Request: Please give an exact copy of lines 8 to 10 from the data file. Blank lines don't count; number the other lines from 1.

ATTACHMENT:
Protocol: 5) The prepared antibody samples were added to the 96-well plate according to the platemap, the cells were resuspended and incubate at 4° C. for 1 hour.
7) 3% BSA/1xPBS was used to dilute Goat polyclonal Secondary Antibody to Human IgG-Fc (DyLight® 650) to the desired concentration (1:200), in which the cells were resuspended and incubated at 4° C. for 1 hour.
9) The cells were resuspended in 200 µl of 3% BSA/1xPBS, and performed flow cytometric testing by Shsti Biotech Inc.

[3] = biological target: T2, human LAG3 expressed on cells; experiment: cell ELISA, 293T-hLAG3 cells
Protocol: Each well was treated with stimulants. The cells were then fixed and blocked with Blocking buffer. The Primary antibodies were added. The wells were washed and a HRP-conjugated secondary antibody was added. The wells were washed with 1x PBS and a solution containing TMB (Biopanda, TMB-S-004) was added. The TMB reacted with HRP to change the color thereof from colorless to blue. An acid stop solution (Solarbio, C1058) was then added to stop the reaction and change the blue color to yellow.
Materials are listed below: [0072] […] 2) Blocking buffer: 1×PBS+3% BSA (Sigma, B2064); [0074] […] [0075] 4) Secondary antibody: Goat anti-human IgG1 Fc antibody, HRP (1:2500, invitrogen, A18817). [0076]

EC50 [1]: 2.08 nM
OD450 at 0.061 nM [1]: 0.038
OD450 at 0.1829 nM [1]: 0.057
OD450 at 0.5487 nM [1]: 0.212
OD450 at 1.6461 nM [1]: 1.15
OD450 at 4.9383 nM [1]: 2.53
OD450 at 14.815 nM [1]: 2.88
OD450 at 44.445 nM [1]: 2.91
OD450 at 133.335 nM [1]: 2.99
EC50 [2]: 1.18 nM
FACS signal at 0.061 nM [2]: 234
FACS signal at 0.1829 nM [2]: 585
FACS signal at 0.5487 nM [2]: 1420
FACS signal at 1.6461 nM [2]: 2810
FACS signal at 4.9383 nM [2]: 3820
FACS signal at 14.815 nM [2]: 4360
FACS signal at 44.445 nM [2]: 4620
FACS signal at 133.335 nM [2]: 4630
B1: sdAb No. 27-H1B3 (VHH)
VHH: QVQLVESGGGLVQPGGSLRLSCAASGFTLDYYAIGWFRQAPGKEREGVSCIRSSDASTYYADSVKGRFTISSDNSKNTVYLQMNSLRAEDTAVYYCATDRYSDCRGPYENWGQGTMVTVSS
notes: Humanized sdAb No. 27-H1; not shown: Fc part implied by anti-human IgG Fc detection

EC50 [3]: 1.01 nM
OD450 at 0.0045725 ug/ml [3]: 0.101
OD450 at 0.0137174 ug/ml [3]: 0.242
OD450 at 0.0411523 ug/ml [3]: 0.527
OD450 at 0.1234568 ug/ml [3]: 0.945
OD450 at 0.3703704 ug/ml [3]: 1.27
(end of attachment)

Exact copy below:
OD450 at 0.061 nM [1]: 0.038
OD450 at 0.1829 nM [1]: 0.057
OD450 at 0.5487 nM [1]: 0.212